a guest article by Kay on behalf of Phil McCollum
Does your name ever cause you hassle? Sometimes even the most innocent name can. Would you believe there’s a TV presenter on a UK gardening programme called Gay Search? I’m sorry, but every time I hear that name I think of phone-lines to contact gay people. It’s probably not the sort of name one would choose to have any more than, say, Yellow Pages.
I’ve had loads of problems with my name, which might appear to be quite straightforward. My parents, allegedly, considered Rochelle and Gay among others but settled on Kay because it wouldn’t be shortened. Wow, that’s a great reason! But I’ll forgive them because it could have been worse. Or could it?
So what’s wrong with Kay? Well, for starters it seems to mean “what” in many languages. In Nepal, for example, when I was introduced it caused no end of confusion. “Her name is what.” Try again. “What is her name.” The people were very embarrassed that they didn’t know who I was – maybe I was famous or something but they, naturally, hadn’t a clue who I was. And, of course, it never occured to them that anyone would have such a stupid name as “what”.
Working with Afghans brought its own problems. It’s polite to use the term Mr in front of the first name so I became Mr Kay, or sometimes even Mr Kay Sir. The nickname followed me to Kurdistan which was fine – I even used Mr Kay as my radio call sign – and I was very used to it. Until one day in the office someone asked, “Why do they call you Miss Turkey?”
I’ve lost times of how many times I’ve been called Key, which is probably the least of my problems. In Kurdistan my name was very close to the slang for “stonking big erection” (if you’ll excuse the term) and the more sensitive of my local colleagues didn’t like to use the name, preferring instead to refer to me as “You know – her with that name”.
Considering I was working for CARE at the time and that was the word, as opposed to just being close, the organisation was frequently referred to by its initials. I confess I enjoyed explaining this to a high ranking official when he visited and (I know it’s naughty to eavesdrop but I couldn’t help it really) also enjoyed it when in typical Aussie fashion he gleefully relayed that fact to Canberra on the sat-phone.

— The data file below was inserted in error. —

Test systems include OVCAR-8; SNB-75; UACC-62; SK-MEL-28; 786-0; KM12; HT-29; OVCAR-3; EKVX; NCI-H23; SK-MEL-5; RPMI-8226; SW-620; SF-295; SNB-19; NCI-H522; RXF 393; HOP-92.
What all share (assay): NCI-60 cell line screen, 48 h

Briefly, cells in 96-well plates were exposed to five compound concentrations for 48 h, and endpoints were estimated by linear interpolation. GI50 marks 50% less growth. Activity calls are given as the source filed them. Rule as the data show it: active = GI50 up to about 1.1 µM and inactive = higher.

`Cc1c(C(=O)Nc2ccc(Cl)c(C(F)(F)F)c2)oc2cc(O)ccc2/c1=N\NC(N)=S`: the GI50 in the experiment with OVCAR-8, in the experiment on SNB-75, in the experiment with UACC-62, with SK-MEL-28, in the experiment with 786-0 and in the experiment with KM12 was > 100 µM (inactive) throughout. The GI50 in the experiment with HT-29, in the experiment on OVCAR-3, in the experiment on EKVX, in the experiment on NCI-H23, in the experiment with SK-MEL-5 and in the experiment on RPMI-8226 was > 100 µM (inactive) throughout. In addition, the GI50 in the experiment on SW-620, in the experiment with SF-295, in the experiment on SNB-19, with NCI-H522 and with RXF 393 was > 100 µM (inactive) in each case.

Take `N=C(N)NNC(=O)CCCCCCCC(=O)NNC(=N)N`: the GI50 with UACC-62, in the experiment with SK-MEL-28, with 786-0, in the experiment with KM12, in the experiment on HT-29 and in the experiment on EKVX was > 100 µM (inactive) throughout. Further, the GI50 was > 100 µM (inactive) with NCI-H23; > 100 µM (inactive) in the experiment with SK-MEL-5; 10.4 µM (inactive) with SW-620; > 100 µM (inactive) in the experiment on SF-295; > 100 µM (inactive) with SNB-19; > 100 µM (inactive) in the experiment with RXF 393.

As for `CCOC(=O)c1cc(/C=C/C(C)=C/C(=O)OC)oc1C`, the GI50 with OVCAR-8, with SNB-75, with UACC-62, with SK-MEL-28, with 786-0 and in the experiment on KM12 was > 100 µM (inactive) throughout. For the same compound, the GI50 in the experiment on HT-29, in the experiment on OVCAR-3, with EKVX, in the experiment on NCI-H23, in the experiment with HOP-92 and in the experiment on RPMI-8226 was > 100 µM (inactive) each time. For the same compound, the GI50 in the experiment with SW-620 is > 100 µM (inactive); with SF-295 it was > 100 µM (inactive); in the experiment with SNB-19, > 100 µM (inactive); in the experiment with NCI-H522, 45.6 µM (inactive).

Another odd thing that happened there was that after I had attended a meeting, the person who typed up the minutes may not have been as adept with an electronic typewriter as one might hope, and listed me as Kaaaaaaaaaaaaay. No matter how many times I tried to rectify this, that remained my name on subsequent minutes for several months.
We all know that parents need to take some care in choosing names. I have friends with the surname Long who used to joke that they’d call their first son Miles. Then again, some names may seem fine in one language but a bit rude in others. I’ve heard that Jim is a bit rude in Thai, for example.
On the other hand, when travelling round Vietnam some years ago, my travelling companion was intrigued by the number of shop fronts with a certain word in their signs. When he assumed an air of total innocence and asked a somewhat prim Vietnamese lady “What does *** mean?”, I just cringed. She didn’t even notice and replied “Lucky, of course. It is a very lucky name.” Indeed.
If you can’t beat ’em join ’em. Dave and I even had an email address for a while as DayVanQue but very few people got the joke so we ditched it. I’d given up worrying about my name, until I was reminded of it all when I received an email from Dave who went to Korea last week. He apparently was mildly surprised to find that one of his middle names was “Joan”. Nice!!!
Has your name ever been changed into something funny or embarrassing? Or have you ever had a colleague or friend with an unfortunate name? Why not comment and share it with the world?